Propeller DCM

This is a Parallax Propeller chip running a partial implementation of Premerlani and Bizard's work on Direction Cosine Matrix computation for orientation sensing. I'm hoping to use this in a quad-rotor without a GPS or magnetometer - I wanted to see how good the algorithm was at stabilizing pitch and roll.  So far it looks very promising.

All the work is done on the Propeller itself. It reads the gyro and accelerometer values on one core, and computes the DCM from those readings on another core. At this point the code is still written in the high-level language, Spin. Since all the math is fixed point, there's a strong chance I won't actually have to write an assembly version - I haven't timed it yet, but my update loop is running at 200Hz, so it's at least that fast.

This post over at the Parallax Forums contains source:
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  • Developer
    "un-drifting" gyros with a mean average offset, work to a certain degree and does produce better results. But gyro drift is not constant, so it will never be perfect. The best approach I have found is to read the gyro as often as possible (helps compensating for linear reading of nonlinear sensor) and integrate the values (with drift correction) for further processing.
  • You know, thinking about it a little more, you might be onto something. You're right in that if you have a measurable quantity that you can compare against your axis you should be able to un-drift them... I think it might actually work. It'd make it a little harder to use the rotation values, since they'd be off-axis, but the DCM algorithm should be able to work in an arbitrary space as long as you know what it is.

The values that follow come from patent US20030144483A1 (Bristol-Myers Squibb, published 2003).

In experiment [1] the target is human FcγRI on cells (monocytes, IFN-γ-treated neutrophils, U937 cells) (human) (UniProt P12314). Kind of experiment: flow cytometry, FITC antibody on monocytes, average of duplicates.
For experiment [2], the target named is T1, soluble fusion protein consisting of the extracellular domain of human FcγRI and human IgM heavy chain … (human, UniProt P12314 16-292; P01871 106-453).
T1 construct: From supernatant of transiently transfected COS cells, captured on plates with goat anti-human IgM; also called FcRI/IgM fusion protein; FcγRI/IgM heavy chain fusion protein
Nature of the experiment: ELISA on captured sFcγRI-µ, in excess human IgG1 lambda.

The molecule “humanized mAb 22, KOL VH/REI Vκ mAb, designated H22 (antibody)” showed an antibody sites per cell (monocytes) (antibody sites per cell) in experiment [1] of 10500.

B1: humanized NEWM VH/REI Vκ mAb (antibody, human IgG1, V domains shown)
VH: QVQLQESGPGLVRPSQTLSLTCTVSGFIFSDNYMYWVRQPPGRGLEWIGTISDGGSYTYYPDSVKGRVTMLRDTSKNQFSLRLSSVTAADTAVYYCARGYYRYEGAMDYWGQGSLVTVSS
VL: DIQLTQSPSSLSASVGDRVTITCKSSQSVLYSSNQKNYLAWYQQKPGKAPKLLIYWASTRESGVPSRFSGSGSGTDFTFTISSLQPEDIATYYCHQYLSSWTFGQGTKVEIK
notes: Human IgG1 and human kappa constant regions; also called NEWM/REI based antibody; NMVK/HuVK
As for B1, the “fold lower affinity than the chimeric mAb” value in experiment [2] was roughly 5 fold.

It might be moot - I've gotten the gyro drift down very low as it is. If you look at my other video (First Crash) toward the end, I take my hands off the remote and let it hover for 10 seconds or so. Heading and level don't really change, and that was without the DCM algorithm - just integrating the gyro readings.
  • This might be due to my (mis)understanding of how drift compensation works. I'm thinking that you compensate for drift on each gyro axis separately (as they would all be drifting at different/slowly varying rates anyhow).

    If you are static and have a 'down vector' which has enough of a component in each of the XYZ axis/planes, then can you confirm/cancel out the drift for each axis separately (prior to using the gyro values in the DCM)?

    I'm not suggesting this would be a solution for everyone, but for a slow moving quad it might work...



  • Intuitively, I think what'll end up happening is that you'll end up drifting around whatever vector you use as "down", since you don't have a second vector to produce a valid frame of reference - the problem is that you can't generate a stable orientation frame from a single direction vector - you need two of them, and then a cross product can infer the third.  It's why the GPS-based DCM algorithm can't properly correct a plane flying straight up - once the gravity vector and the heading vector coincide, you only have one vector.